How To Practise

I have been thinking a lot about practising recently, and I have just finished writing some thoughts about practice and progress. I think that as teachers and musicians, this is an area that we don’t always discuss enough – we can by guilty of just saying “go and practise!”, without always explaining HOW to practise. Also, it is possible that we take for granted that parents of children understand how to practicewhen perhaps they are a little in the dark.  I hope this is useful:


  1. Lots of short practice sessions during the week are better than one or two longer ones.
  2. Try to schedule regular practice times to make sure it happens! Younger children benefit from a parent sitting with them whilst they practise – even if that parent is not a musician themselves. It is quite unreasonable to expect young children to effectively practise on their own, and ideally a parent or other adult should take an active part in it.
  3. Playing a piece through is NOT “practising” – “practice” means selecting small sections of a piece and repeating them until you can do them. Next, try adding a couple of sections together. Maybe end your practice session by playing the piece through and see what still goes wrong. The places where you were still unhappy with the result are the sections you should BEGIN your next practice session. Don’t always start your practice at the beginning of a piece. DO try out different ways of practising a passage – for example, playing even notes in different rhythmic patterns or piano broken chord passages as blocked chords – many of these practising techniques are tried and tested, so if your teacher suggests them, give them a try.
  4. Learning to play an instrument takes a long time – even though you have practised a piece, if it still goes wrong, it is usually because you have not yet practised it enough!
  5. Aim never to play a wrong note when doing slow practice – if you think about it, every time you play something wrong you are practising your mistakes, and this can take a lot of un-doing.
  6. Listen to every sound you make and assess it.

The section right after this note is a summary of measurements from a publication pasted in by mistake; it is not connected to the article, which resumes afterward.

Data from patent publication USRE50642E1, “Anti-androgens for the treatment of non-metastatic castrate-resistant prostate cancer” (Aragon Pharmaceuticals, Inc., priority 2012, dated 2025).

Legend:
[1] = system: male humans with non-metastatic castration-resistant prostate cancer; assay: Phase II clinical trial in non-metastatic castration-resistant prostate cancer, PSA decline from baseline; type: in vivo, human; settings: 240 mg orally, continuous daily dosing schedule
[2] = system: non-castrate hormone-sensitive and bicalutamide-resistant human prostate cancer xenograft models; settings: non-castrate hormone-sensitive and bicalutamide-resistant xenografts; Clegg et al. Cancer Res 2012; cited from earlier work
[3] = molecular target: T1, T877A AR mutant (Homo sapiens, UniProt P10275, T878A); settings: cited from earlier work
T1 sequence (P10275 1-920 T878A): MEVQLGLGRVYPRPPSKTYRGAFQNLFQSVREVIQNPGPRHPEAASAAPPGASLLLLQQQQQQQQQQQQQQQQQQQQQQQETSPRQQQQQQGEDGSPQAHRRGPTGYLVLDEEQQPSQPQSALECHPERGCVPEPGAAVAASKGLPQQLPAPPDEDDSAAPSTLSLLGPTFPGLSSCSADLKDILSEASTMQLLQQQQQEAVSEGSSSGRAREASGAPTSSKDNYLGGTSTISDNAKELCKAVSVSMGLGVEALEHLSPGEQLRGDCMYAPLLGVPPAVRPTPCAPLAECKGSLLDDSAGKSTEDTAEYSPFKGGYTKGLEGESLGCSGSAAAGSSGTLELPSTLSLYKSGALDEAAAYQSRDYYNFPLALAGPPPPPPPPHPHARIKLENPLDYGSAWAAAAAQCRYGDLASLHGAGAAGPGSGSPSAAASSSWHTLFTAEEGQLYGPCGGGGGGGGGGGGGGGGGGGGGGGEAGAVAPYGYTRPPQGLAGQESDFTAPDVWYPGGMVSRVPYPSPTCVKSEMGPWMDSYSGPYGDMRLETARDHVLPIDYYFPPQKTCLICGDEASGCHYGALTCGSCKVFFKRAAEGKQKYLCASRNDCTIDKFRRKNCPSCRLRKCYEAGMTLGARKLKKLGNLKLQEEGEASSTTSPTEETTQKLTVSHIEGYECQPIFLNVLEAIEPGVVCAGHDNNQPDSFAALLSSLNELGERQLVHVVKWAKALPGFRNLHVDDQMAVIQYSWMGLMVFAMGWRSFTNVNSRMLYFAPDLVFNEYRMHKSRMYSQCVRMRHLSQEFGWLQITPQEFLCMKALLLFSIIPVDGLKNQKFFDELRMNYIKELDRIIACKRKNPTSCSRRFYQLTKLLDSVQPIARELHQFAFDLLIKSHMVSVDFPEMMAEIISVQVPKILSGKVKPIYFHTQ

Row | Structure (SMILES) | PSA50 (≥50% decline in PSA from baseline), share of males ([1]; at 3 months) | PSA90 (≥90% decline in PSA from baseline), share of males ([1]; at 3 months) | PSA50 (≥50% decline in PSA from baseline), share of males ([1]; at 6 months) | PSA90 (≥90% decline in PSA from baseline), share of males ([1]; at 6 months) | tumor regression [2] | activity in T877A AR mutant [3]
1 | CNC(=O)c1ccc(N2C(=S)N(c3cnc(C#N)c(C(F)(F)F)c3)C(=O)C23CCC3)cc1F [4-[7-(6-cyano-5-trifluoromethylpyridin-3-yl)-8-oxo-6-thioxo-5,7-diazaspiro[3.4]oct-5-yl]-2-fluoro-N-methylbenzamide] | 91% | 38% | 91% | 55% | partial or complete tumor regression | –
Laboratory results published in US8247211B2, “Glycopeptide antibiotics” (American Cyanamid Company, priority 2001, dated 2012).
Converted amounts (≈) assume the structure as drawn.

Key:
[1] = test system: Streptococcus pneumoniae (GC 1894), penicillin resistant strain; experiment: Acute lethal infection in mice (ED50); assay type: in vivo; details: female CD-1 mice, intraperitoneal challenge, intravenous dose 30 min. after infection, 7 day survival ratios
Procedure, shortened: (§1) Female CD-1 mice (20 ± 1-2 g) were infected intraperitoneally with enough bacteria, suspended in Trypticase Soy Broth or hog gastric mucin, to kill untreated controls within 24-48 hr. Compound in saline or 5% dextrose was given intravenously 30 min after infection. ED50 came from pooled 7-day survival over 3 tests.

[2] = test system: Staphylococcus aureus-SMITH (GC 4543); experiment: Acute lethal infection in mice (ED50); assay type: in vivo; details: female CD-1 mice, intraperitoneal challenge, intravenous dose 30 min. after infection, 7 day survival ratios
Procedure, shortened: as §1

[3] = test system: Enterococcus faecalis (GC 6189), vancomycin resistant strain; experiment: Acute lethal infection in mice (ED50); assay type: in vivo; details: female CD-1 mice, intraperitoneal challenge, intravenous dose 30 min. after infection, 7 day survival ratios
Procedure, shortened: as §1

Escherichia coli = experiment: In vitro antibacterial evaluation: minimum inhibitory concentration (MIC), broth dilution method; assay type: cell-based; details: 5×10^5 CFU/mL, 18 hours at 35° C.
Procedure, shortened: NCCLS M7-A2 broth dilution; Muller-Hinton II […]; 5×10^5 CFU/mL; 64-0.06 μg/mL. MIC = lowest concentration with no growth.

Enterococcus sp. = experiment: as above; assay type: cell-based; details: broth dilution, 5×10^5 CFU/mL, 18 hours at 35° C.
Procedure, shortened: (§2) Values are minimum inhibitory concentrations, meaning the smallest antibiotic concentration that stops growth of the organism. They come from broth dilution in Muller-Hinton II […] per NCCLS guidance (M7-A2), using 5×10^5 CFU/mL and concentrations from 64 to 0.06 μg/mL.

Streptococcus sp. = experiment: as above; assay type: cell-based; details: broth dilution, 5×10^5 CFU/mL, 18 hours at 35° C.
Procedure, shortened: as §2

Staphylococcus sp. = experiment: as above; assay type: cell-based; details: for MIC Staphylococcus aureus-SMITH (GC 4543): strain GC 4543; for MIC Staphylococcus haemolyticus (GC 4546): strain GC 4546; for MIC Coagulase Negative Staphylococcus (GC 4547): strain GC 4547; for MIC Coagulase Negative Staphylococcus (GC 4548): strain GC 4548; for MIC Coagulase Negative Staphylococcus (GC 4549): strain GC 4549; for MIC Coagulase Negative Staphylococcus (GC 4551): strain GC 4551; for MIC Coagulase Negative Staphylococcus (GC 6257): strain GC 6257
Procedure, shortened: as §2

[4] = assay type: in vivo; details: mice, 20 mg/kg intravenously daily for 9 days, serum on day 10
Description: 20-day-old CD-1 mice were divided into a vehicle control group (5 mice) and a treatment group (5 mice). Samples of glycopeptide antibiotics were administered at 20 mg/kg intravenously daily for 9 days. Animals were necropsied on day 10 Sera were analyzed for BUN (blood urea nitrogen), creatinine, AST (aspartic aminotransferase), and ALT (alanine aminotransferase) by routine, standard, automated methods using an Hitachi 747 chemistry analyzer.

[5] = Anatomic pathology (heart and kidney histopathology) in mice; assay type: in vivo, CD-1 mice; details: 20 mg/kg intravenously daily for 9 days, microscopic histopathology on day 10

7. Slow and correct is ALWAYS better than fast and wrong.
  8. Accept that you are in it for the long haul – often adult students in particular get frustrated at how long it can take to be able to play a piece. Remember that when you hear that perfect professional performance that that performer has been practising effectively for many hours a day for many years.
  9. Comparing yours or your child’s progress with others’ is not helpful – progress rate depends on many factors, especially on the effectiveness of practice undertaken. Often, the tortoise over-takes the hare. Effective, regular practice is more important than “talent”.
  10. The most important tip for technique is to relax. Often older students are so afraid of making mistakes that they tense up – this is why what “worked” at home doesn’t “work” in a lesson. Music always comes more easily when we are relaxed. Remember that your teacher has heard some awful sounds over the years (!) and realises that you are going to make mistakes. Embrace mistakes as an opportunity to learn, rather than as a failure – and don’t apologise for them!
  11. Graded exams are a great way to feel you are progressing, but are not really what it is all about. If all people do is take one grade after another with no development in between, then it is possible they will have all the certificates, but not be able to sight read, listen and assess with confidence and truly have the ability to learn new pieces – they will not be fully developed as musicians and will not get maximum enjoyment from their skill. Grade 8 is only the end of the beginning and you are not a master musician when you have achieved it. Grade 1 Piano is a lot harder than “beginner” standard and is often the hardest exam to get up to standard for. It generally takes a lot longer to get to Grade 1 Piano than Grade 1 on other instruments.
  12. Often, the best practice you do will be immediately after or soon after (no more than a day after) your lesson – when everything from the lesson is fresh in your mind.

I hope that helps!  Anne

P.S……..Here is a Grade 1 Piano Piece:

Here is a Grade 8 Piano Piece: